Richard claims that the firearms were a gift from the father to him, so are not part of the estate. To make this more complicated (and expensive), Richard refused to give Rachel an inventory of the firearms, or permit an appraisal.

Rachel is still prepared to work toward a solution that allows her brothers to keep the farm, but that is only possible if the value can be settled. She proposes putting the farm up for sale, and giving Richard and Ronald an opportunity to match any arms-length offer.

Rachel ultimately asked the court to remove Richard and Ronald and leave her as sole trustee. Richard and Ronald disputed her ability to do the job.

The court found as a fact that Richard and Ronald’s conduct had put the estate at risk of serious negative financial consequences. This is a breach of their duties as trustees.

The judge reviewed key points of law:

  • the law, both under the Trustee Act and the inherent jurisdiction of the court to supervise trusts, has jurisdiction to remove a trustee
  • this power should be exercised where the trustee’s continuing in that role might be detrimental to the administration of the trust
  • not every mistake justifies removal
  • conflict between trustees and beneficiaries may not justify removal, but conflict between co-trustees will more often result in removal
  • past misconduct that is likely to continue may be grounds for removal
  • in some cases, dissension and animosity between trustees may justify removal even without misconduct, if it compromises the administration of the estate
  • a trustee should be removed where there is a conflict between their personal interests and their duties as trustee

That last point is a big hidden danger in estate planning. Any time one of a number of beneficiaries is named as a trustee, a conflict of interest might arise. Although there are many good reasons to name one or more beneficiaries as trustees, this is sometimes a reason to select a trusted outsider.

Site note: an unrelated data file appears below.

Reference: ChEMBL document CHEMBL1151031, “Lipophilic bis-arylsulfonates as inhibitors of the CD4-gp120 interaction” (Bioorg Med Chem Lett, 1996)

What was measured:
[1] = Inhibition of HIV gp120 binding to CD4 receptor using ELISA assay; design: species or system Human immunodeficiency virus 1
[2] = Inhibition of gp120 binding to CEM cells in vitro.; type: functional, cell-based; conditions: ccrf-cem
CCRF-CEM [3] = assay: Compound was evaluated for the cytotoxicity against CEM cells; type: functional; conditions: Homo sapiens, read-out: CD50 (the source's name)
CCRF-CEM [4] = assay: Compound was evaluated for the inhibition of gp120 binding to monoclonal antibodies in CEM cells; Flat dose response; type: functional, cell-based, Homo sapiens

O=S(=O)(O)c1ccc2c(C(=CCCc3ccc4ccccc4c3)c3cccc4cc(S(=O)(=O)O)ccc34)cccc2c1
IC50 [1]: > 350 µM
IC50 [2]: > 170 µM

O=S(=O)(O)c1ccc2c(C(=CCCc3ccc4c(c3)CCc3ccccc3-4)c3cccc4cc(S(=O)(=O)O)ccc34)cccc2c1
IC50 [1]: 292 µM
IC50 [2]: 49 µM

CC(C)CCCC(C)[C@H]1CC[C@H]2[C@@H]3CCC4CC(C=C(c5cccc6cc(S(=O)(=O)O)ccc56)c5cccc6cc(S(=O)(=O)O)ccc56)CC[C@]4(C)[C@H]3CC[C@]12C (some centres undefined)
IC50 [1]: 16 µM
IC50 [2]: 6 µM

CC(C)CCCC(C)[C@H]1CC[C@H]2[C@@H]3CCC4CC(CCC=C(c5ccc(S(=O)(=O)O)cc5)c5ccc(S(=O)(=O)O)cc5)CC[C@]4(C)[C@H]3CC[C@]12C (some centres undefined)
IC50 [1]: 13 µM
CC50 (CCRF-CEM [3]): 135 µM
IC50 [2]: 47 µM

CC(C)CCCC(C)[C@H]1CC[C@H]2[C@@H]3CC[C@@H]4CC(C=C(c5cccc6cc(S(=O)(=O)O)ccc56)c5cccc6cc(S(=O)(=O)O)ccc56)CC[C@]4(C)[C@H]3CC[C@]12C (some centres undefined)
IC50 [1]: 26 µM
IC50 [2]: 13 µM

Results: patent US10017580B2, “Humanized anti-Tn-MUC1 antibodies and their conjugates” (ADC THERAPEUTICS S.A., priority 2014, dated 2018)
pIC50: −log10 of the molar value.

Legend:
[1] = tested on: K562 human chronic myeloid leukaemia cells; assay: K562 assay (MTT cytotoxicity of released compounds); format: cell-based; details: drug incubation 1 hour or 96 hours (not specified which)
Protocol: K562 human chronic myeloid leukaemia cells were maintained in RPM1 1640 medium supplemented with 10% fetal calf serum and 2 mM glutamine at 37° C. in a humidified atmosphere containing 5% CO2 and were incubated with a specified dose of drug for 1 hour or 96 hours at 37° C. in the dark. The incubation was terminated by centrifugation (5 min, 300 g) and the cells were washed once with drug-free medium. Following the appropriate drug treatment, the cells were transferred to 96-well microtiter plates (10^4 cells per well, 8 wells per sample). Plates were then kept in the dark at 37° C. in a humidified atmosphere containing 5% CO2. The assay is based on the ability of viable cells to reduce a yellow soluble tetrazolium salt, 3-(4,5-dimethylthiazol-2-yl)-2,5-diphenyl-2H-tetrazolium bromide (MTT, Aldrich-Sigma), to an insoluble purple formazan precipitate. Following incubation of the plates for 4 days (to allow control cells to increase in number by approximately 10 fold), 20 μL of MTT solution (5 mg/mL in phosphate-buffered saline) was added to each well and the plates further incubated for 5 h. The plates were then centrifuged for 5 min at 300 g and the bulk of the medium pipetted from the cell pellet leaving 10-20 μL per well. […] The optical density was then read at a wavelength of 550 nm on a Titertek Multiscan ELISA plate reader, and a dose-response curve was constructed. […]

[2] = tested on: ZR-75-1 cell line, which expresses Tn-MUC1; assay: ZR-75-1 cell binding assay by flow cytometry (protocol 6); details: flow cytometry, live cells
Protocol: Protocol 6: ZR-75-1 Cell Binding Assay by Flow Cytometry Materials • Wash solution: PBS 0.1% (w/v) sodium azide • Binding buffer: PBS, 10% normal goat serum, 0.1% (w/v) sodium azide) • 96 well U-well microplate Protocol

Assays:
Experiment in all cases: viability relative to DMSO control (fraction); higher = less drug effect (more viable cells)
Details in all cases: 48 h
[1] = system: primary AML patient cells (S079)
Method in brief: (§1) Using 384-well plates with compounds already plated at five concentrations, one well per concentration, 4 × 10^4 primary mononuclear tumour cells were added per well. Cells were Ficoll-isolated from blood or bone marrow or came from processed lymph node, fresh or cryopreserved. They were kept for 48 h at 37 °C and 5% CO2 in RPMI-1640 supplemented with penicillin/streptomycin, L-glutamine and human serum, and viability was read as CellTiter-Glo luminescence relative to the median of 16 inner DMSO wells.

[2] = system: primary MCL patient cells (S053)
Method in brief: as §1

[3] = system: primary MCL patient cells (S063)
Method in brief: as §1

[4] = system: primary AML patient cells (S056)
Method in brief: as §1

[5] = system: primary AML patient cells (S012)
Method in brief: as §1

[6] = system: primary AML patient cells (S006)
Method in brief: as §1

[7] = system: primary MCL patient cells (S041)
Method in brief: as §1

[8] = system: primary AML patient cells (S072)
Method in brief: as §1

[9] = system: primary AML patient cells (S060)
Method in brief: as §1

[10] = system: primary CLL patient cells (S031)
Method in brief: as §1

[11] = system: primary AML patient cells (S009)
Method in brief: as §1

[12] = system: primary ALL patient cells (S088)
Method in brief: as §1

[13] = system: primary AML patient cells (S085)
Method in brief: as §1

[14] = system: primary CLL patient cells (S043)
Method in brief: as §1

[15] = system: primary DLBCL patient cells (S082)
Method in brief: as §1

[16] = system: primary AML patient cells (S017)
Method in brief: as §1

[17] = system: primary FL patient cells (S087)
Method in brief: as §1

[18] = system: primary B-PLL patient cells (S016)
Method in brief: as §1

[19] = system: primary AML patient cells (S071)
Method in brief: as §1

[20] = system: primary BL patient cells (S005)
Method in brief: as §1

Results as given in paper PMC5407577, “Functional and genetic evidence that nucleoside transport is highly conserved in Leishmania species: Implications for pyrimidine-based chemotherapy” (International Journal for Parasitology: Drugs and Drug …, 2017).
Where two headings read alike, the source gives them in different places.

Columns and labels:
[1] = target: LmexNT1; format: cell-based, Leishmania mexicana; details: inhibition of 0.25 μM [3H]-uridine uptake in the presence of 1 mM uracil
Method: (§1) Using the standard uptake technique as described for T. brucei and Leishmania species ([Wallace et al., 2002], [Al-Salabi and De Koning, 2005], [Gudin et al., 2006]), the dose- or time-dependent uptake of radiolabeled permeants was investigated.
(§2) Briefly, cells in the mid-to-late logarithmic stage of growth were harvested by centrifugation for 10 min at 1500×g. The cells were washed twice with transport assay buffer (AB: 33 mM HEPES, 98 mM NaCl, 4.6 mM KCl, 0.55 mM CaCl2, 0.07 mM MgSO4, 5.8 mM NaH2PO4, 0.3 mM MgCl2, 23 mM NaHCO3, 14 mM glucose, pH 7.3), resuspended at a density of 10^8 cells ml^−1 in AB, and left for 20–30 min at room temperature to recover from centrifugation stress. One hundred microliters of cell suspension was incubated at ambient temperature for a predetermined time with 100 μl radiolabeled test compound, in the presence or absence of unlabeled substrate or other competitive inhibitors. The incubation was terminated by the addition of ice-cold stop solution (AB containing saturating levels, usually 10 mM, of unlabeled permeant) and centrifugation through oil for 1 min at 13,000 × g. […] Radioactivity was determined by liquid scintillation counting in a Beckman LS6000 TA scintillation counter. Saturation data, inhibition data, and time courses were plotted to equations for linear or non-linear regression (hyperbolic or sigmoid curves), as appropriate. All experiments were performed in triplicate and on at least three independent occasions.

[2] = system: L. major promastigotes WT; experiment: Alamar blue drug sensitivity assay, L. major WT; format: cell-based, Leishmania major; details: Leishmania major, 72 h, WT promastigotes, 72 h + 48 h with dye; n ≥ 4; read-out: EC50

The court then gave directions as to how the issues surrounding the firearms ought to be resolved.

The judge further ordered the filing of the application for probate, using the independently obtained values. This did not bind the parties to those values for dividing the assets, but permitted the administration of the estate to proceed.

Richard and Ronald were removed as estate trustees. Rachel continued as the sole trustee. This is not what Rose wanted, and is definitely not what Richard and Ronald wanted, but was the best decision possible.

The costs of this dispute were substantial – Rachel filed for reimbursement of legal costs of almost $80,000.00.  Richard and Ronald represented themselves, but also incurred some costs.

When trustees disagree, it is always best if they can resolve it themselves. Where that is impossible, they may go to court for directions. As a last resort, one or more trustees may need to be removed.

All of these approaches involve cost, delay, and stress. Careful consideration of “what can go wrong”, and in particular, the potential impact of family dynamics, gives an opportunity to create a plan that has a better chance of working. This is one of the reasons why our view is that simply taking a “fill in the blanks” approach to estate planning is not your best option.